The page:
This article is concerned with the deprivation of patients’ liberty while undergoing psychiatric treatment, with special reference to the situation in Finland. It is based on a review of Finnish law, health care statistics, and empirical and theoretical studies. Relevant research findings from other countries are also discussed. In Finland, it is required that patients are cared for by mutual understanding with themselves; coercive measures may be applied only if they are necessary for the treatment of the illness, or for safeguarding patients’ safety or the safety of others. Involuntary psychiatric hospitalization is closely regulated by the Mental Health Act. However, the rules concerning the deprivation of liberty during inpatient treatment (by seclusion, restraint and restricted leave) are formulated in very general terms. Therefore, Finnish psychiatric hospitals have their own policies concerning when and how seclusion may be used. The practice of seclusion and the use of restraint therefore vary among the psychiatric hospitals in Finland.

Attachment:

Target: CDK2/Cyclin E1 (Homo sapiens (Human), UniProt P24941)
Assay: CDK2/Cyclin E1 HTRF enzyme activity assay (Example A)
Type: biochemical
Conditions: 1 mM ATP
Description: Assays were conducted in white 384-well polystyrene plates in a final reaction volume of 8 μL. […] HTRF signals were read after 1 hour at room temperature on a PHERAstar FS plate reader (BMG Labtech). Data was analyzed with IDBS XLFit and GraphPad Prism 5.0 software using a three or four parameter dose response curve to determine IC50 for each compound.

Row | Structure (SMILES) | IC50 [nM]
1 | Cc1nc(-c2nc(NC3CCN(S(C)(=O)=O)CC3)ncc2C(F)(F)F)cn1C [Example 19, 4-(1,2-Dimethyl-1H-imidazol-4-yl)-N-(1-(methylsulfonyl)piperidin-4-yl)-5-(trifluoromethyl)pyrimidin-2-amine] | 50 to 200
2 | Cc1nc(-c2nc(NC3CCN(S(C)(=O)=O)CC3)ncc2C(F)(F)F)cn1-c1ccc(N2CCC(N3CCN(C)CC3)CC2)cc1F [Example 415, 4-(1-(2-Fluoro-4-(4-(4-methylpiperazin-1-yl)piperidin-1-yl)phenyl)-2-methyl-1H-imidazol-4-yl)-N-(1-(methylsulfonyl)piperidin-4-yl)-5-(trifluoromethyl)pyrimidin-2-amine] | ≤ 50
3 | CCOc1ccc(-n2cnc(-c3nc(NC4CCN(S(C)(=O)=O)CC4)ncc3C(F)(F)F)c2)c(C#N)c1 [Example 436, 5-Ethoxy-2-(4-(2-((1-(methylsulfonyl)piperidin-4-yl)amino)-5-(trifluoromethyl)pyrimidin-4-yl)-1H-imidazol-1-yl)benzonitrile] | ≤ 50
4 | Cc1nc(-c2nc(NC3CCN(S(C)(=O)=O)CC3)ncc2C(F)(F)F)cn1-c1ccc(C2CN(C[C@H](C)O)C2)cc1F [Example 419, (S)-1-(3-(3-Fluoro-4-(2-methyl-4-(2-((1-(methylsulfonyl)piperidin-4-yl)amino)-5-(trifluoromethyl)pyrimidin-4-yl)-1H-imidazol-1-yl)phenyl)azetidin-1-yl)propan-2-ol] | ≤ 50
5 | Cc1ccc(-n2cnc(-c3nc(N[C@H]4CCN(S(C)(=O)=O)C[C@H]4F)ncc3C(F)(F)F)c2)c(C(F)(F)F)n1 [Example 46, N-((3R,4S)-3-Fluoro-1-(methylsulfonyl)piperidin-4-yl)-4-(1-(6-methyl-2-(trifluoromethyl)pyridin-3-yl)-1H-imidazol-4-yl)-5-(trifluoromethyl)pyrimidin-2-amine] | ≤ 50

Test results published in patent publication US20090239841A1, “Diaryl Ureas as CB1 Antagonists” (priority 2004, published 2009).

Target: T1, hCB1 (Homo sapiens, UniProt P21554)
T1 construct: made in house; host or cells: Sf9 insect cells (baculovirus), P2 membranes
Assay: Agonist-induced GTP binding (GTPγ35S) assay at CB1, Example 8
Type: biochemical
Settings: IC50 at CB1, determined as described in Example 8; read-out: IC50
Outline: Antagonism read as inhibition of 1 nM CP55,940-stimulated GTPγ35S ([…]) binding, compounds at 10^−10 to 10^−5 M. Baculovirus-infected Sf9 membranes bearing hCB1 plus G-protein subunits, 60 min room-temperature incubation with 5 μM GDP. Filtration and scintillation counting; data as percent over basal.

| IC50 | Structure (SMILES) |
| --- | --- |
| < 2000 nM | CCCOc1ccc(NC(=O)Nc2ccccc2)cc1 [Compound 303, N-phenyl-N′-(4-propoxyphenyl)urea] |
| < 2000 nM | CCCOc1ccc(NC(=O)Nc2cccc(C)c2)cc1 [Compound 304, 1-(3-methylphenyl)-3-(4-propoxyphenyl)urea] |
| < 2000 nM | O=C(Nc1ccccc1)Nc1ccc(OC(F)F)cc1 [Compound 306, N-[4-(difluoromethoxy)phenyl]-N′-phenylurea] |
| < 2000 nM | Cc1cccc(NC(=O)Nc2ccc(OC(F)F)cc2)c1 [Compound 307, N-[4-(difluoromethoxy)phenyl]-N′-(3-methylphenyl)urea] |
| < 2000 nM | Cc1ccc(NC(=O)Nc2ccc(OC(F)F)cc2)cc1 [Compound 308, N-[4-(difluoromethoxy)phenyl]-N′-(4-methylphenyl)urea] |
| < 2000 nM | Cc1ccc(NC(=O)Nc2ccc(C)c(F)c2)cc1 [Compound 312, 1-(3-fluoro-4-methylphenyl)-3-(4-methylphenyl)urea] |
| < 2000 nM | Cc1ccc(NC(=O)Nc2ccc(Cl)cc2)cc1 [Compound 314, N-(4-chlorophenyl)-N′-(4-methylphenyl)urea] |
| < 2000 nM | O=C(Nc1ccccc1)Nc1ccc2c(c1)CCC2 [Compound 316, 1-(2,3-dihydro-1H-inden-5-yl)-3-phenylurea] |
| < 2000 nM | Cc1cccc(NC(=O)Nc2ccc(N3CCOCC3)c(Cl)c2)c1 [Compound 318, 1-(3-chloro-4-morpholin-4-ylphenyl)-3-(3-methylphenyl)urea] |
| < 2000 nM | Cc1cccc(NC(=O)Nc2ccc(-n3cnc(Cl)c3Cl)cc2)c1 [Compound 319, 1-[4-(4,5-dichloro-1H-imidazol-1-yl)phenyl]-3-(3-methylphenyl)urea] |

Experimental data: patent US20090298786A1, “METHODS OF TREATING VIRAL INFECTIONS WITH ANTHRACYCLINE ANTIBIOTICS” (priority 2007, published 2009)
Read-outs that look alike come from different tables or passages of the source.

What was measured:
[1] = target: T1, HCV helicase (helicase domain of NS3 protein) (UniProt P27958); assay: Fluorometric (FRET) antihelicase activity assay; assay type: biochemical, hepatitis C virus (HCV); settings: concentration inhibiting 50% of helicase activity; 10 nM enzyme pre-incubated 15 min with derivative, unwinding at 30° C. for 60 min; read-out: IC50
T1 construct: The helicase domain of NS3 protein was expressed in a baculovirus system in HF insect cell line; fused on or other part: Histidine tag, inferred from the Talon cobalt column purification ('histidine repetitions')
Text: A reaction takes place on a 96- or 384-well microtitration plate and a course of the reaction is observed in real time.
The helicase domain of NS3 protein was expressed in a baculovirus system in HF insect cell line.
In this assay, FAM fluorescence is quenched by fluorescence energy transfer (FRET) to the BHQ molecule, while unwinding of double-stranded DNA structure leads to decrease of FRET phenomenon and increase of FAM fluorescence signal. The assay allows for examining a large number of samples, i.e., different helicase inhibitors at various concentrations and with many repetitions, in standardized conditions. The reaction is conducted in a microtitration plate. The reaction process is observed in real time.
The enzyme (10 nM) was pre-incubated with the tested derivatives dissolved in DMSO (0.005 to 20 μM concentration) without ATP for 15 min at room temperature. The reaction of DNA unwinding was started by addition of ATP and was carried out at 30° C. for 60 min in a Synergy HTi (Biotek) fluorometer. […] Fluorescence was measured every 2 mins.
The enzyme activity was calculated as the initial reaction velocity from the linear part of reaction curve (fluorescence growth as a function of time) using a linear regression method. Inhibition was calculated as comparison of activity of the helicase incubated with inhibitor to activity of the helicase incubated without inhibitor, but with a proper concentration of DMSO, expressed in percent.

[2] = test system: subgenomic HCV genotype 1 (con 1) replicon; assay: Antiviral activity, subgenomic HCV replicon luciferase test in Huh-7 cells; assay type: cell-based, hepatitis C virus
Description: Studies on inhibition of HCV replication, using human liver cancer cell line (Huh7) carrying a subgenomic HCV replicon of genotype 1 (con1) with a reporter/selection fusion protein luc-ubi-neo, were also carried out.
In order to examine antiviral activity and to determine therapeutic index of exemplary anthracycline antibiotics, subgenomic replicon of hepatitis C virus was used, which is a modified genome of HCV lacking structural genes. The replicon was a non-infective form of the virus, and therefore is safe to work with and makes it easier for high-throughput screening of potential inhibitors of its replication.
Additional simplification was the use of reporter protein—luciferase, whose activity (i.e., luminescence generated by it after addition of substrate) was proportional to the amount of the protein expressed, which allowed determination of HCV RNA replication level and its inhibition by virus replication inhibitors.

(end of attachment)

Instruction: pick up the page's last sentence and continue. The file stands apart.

|Number of pages||11|
|Publication status||Published - 1 Jan 2001|
- patients’ rights
- psychiatric nursing
ASJC Scopus subject areas
- Issues, ethics and legal aspects